principle of social expediency? He will ask himself whether it is well for the community that a premium should be given to the quality of smartness at the expense of the qualities of thrift and industry, a premium so great that its benefits accrue not only to the smart man himself but to his children and his children's children, who may have no socially valuable qualities whatever. Is it well for society that the trust organiser should have an income five hundred times as great as that of the college professor, that a good business head should get so much greater a return for its exertions than a fine scientific brain? And is it well that the son of a bank president should receive, as a reward for merely existing, a share of the common wealth two hundred times as great as that meted out to the civil engineer? Again the answer must inevitably be "no."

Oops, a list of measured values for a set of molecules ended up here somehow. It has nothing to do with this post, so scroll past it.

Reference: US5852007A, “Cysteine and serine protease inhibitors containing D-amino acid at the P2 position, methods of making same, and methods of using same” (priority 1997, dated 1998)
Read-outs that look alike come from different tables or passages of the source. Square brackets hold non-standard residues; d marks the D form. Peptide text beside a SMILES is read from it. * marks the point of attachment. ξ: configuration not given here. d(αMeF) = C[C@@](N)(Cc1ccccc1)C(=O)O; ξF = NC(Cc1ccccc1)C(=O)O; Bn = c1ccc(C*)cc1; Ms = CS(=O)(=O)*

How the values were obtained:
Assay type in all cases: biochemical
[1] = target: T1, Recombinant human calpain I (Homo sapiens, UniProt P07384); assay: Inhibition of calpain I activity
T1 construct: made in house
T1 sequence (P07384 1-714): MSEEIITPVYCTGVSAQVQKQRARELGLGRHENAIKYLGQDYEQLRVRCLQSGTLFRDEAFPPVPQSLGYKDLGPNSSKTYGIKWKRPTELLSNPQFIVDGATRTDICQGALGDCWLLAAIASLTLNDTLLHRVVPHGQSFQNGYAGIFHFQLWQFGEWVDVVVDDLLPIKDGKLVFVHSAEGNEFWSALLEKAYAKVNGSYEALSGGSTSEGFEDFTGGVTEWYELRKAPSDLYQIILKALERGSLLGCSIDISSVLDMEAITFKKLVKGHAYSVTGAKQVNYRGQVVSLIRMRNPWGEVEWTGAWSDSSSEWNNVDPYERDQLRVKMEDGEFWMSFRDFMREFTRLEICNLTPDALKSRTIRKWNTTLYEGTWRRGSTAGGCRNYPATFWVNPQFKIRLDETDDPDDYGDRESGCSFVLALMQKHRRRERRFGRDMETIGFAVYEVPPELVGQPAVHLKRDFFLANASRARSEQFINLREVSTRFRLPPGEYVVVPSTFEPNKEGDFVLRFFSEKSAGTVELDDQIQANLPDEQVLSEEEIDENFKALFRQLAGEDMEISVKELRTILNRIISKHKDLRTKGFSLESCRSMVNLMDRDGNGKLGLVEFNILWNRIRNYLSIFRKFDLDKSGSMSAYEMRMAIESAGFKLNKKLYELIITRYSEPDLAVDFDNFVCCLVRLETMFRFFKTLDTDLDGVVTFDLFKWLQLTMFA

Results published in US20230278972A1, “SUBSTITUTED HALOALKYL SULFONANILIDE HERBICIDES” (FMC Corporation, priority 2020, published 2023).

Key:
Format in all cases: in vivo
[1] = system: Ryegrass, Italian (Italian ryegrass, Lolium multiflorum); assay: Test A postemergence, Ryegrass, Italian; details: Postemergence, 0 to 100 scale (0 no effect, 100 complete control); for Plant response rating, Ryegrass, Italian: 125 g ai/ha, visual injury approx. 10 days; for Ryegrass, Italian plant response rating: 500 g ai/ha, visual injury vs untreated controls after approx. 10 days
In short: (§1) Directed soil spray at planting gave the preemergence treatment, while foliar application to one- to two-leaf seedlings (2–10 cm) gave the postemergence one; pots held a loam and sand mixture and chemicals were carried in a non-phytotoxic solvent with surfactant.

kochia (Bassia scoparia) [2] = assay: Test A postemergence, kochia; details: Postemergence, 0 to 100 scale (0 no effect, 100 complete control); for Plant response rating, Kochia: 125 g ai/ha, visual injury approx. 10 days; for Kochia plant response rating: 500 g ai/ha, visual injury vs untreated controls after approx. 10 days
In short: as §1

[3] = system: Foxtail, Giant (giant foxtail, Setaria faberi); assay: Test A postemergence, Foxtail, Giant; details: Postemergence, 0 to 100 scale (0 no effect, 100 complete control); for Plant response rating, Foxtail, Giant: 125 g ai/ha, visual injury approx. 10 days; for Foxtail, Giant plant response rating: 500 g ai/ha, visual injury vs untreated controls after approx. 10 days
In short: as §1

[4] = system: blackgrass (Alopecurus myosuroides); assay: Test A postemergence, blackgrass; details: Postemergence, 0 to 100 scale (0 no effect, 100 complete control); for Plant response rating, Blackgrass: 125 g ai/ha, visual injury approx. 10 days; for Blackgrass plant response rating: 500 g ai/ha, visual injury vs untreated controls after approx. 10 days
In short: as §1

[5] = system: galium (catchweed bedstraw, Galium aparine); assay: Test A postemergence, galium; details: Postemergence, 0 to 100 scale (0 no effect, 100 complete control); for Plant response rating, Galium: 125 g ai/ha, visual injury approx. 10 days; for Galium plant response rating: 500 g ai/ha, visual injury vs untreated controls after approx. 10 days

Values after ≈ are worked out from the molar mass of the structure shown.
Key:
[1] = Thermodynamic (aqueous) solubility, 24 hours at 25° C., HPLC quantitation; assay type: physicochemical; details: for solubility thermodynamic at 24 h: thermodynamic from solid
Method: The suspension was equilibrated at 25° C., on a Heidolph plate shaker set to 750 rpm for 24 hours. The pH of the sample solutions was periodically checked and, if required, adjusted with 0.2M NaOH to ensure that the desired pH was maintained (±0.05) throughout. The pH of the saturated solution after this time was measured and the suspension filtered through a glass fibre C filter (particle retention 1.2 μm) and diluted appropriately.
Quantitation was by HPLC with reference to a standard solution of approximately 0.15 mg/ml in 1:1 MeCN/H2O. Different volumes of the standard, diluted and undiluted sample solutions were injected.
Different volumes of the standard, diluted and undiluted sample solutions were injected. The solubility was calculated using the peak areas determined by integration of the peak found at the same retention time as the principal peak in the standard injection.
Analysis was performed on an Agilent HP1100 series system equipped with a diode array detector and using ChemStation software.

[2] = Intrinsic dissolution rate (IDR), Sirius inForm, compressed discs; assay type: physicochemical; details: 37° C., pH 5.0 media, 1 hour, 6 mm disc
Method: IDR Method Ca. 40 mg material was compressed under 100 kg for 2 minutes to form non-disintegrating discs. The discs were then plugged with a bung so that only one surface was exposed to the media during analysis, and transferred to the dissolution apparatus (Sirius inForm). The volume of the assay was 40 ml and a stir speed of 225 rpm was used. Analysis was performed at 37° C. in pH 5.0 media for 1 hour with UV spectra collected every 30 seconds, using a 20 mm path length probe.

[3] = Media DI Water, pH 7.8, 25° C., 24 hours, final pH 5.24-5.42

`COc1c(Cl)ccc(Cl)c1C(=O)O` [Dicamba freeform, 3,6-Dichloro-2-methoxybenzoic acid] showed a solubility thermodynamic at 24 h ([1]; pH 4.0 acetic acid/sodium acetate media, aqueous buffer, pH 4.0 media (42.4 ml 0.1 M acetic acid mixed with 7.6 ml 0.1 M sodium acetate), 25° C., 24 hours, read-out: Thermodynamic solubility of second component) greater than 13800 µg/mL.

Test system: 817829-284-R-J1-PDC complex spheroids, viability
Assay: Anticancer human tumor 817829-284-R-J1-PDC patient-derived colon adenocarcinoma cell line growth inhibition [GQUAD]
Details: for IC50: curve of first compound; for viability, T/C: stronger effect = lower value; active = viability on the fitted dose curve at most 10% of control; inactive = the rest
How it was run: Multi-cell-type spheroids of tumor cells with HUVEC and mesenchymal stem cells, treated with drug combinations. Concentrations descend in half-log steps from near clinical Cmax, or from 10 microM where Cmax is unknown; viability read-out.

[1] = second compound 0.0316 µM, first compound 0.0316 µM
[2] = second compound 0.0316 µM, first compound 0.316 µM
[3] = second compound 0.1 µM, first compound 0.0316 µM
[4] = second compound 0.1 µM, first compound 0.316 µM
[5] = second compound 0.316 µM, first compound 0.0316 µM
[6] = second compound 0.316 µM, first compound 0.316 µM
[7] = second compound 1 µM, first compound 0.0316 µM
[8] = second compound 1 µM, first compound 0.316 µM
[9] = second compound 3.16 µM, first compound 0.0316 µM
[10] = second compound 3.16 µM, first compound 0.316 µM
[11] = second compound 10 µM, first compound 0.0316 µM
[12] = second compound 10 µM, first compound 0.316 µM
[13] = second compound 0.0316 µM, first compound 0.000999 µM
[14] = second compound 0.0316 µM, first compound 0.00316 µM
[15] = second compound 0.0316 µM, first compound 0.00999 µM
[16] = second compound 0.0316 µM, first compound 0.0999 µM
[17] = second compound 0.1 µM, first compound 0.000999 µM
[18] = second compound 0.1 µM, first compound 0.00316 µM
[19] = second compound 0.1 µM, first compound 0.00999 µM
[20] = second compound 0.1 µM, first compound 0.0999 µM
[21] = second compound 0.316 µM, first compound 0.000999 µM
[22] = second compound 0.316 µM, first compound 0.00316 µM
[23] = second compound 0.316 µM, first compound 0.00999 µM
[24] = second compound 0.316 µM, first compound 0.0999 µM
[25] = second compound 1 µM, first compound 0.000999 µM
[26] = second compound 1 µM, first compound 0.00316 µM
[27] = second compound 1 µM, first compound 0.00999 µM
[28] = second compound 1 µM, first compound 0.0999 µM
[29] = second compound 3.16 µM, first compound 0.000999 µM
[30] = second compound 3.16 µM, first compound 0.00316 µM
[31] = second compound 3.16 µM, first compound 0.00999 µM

But this is not all. Not only are the material desires of the owners satisfied out of all proportion to the work they perform, but they also occupy a position of social superiority which practically divides society into groups of rulers and ruled.
The reason for this is to be found in the conditions under which wealth is created. The process is simple. To live a man must have not only the wealth that he consumes in food, lodging, and clothing to-day, but the means of creating a new supply of that same wealth to-morrow. His